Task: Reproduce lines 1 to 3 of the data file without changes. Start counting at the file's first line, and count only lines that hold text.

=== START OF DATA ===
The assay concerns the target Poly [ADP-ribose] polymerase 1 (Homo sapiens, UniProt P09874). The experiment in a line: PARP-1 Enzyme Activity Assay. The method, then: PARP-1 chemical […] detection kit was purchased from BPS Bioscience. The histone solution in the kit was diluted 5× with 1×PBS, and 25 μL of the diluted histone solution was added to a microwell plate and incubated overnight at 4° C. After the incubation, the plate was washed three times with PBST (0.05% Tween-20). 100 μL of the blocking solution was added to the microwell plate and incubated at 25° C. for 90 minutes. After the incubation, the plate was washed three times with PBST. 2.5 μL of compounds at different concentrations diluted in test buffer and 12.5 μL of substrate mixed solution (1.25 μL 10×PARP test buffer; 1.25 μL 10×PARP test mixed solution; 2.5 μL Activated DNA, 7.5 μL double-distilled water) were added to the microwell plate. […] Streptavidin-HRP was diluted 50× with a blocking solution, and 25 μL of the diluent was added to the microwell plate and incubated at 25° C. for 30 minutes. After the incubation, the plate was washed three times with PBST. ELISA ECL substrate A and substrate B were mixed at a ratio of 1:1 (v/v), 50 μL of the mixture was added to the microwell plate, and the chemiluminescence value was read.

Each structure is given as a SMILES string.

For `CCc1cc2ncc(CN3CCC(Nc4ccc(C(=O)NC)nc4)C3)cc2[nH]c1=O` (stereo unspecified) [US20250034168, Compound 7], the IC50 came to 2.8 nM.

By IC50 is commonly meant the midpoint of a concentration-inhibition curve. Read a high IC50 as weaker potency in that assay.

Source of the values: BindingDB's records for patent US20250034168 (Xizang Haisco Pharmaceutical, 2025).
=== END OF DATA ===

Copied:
The assay concerns the target Poly [ADP-ribose] polymerase 1 (Homo sapiens, UniProt P09874). The experiment in a line: PARP-1 Enzyme Activity Assay. The method, then: PARP-1 chemical […] detection kit was purchased from BPS Bioscience. The histone solution in the kit was diluted 5× with 1×PBS, and 25 μL of the diluted histone solution was added to a microwell plate and incubated overnight at 4° C. After the incubation, the plate was washed three times with PBST (0.05% Tween-20). 100 μL of the blocking solution was added to the microwell plate and incubated at 25° C. for 90 minutes. After the incubation, the plate was washed three times with PBST. 2.5 μL of compounds at different concentrations diluted in test buffer and 12.5 μL of substrate mixed solution (1.25 μL 10×PARP test buffer; 1.25 μL 10×PARP test mixed solution; 2.5 μL Activated DNA, 7.5 μL double-distilled water) were added to the microwell plate. […] Streptavidin-HRP was diluted 50× with a blocking solution, and 25 μL of the diluent was added to the microwell plate and incubated at 25° C. for 30 minutes. After the incubation, the plate was washed three times with PBST. ELISA ECL substrate A and substrate B were mixed at a ratio of 1:1 (v/v), 50 μL of the mixture was added to the microwell plate, and the chemiluminescence value was read.

Each structure is given as a SMILES string.

For `CCc1cc2ncc(CN3CCC(Nc4ccc(C(=O)NC)nc4)C3)cc2[nH]c1=O` (stereo unspecified) [US20250034168, Compound 7], the IC50 came to 2.8 nM.